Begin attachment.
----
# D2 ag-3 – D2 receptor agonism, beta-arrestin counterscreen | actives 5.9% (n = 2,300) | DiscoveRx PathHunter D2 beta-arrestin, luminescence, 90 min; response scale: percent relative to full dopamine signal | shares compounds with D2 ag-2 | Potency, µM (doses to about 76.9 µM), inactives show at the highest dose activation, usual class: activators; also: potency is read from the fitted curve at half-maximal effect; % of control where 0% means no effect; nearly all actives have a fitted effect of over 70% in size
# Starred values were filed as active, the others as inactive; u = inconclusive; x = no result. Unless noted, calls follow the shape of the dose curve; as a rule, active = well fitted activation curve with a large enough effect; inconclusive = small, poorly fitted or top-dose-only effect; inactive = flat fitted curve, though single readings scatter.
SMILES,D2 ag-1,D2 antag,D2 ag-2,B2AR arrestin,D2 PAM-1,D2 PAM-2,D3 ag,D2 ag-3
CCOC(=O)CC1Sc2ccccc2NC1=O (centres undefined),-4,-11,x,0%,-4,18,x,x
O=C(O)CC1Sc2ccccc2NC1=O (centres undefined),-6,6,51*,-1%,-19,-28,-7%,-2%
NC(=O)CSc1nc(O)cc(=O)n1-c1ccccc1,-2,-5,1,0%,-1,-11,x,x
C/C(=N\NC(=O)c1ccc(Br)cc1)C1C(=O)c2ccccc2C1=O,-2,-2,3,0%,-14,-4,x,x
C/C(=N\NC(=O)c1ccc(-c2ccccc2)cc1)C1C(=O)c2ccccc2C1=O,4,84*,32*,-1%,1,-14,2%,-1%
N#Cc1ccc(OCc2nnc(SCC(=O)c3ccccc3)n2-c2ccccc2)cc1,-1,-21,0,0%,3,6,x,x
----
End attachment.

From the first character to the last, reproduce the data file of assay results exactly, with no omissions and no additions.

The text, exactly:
# D2 ag-3 – D2 receptor agonism, beta-arrestin counterscreen | actives 5.9% (n = 2,300) | DiscoveRx PathHunter D2 beta-arrestin, luminescence, 90 min; response scale: percent relative to full dopamine signal | shares compounds with D2 ag-2 | Potency, µM (doses to about 76.9 µM), inactives show at the highest dose activation, usual class: activators; also: potency is read from the fitted curve at half-maximal effect; % of control where 0% means no effect; nearly all actives have a fitted effect of over 70% in size
# Starred values were filed as active, the others as inactive; u = inconclusive; x = no result. Unless noted, calls follow the shape of the dose curve; as a rule, active = well fitted activation curve with a large enough effect; inconclusive = small, poorly fitted or top-dose-only effect; inactive = flat fitted curve, though single readings scatter.
SMILES,D2 ag-1,D2 antag,D2 ag-2,B2AR arrestin,D2 PAM-1,D2 PAM-2,D3 ag,D2 ag-3
CCOC(=O)CC1Sc2ccccc2NC1=O (centres undefined),-4,-11,x,0%,-4,18,x,x
O=C(O)CC1Sc2ccccc2NC1=O (centres undefined),-6,6,51*,-1%,-19,-28,-7%,-2%
NC(=O)CSc1nc(O)cc(=O)n1-c1ccccc1,-2,-5,1,0%,-1,-11,x,x
C/C(=N\NC(=O)c1ccc(Br)cc1)C1C(=O)c2ccccc2C1=O,-2,-2,3,0%,-14,-4,x,x
C/C(=N\NC(=O)c1ccc(-c2ccccc2)cc1)C1C(=O)c2ccccc2C1=O,4,84*,32*,-1%,1,-14,2%,-1%
N#Cc1ccc(OCc2nnc(SCC(=O)c3ccccc3)n2-c2ccccc2)cc1,-1,-21,0,0%,3,6,x,x